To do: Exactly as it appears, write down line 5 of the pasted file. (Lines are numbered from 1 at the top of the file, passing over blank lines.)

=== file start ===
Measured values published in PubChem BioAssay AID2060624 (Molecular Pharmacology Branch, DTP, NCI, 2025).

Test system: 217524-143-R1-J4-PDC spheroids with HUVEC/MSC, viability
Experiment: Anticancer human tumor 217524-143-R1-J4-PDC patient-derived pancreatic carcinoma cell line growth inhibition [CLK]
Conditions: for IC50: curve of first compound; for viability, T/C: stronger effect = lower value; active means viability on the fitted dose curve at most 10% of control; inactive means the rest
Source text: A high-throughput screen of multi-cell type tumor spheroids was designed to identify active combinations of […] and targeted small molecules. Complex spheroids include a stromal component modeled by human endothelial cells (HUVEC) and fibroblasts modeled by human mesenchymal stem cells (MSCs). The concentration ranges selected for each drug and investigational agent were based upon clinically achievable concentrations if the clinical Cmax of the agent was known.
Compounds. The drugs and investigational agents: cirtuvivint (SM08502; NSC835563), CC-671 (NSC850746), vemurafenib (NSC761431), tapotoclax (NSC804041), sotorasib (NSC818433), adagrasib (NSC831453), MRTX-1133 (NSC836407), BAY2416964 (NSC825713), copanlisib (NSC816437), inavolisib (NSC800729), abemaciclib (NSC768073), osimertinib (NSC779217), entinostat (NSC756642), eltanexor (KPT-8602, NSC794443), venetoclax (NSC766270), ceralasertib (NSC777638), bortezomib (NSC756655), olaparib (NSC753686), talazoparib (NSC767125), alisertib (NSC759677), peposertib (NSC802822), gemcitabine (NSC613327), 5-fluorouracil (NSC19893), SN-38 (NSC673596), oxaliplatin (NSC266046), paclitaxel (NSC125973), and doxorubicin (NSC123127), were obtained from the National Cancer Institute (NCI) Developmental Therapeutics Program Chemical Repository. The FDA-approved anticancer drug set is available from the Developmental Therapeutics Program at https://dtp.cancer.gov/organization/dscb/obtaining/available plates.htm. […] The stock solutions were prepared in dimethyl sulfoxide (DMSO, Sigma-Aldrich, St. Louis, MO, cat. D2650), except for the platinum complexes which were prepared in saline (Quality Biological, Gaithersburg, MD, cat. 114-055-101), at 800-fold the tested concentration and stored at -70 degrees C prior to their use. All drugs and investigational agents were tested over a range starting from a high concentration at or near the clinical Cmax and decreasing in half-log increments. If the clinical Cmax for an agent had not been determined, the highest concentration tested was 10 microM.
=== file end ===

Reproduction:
Source text: A high-throughput screen of multi-cell type tumor spheroids was designed to identify active combinations of […] and targeted small molecules. Complex spheroids include a stromal component modeled by human endothelial cells (HUVEC) and fibroblasts modeled by human mesenchymal stem cells (MSCs). The concentration ranges selected for each drug and investigational agent were based upon clinically achievable concentrations if the clinical Cmax of the agent was known.